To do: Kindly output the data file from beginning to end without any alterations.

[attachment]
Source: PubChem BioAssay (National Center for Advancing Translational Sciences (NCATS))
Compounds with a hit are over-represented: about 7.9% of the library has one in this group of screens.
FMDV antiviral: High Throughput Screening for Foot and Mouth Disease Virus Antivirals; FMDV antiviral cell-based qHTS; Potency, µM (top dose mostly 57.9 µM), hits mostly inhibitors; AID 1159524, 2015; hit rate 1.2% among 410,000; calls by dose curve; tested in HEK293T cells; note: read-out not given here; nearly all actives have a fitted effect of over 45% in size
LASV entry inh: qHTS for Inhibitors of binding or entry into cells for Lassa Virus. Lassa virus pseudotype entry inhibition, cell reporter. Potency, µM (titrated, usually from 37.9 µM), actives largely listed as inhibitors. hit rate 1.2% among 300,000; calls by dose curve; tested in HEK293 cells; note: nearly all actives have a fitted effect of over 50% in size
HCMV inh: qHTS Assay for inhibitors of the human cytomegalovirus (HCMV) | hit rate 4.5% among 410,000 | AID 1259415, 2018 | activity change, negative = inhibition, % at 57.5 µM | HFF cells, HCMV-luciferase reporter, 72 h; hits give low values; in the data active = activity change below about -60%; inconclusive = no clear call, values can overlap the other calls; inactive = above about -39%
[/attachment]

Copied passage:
Source: PubChem BioAssay (National Center for Advancing Translational Sciences (NCATS))
Compounds with a hit are over-represented: about 7.9% of the library has one in this group of screens.
FMDV antiviral: High Throughput Screening for Foot and Mouth Disease Virus Antivirals; FMDV antiviral cell-based qHTS; Potency, µM (top dose mostly 57.9 µM), hits mostly inhibitors; AID 1159524, 2015; hit rate 1.2% among 410,000; calls by dose curve; tested in HEK293T cells; note: read-out not given here; nearly all actives have a fitted effect of over 45% in size
LASV entry inh: qHTS for Inhibitors of binding or entry into cells for Lassa Virus. Lassa virus pseudotype entry inhibition, cell reporter. Potency, µM (titrated, usually from 37.9 µM), actives largely listed as inhibitors. hit rate 1.2% among 300,000; calls by dose curve; tested in HEK293 cells; note: nearly all actives have a fitted effect of over 50% in size
HCMV inh: qHTS Assay for inhibitors of the human cytomegalovirus (HCMV) | hit rate 4.5% among 410,000 | AID 1259415, 2018 | activity change, negative = inhibition, % at 57.5 µM | HFF cells, HCMV-luciferase reporter, 72 h; hits give low values; in the data active = activity change below about -60%; inconclusive = no clear call, values can overlap the other calls; inactive = above about -39%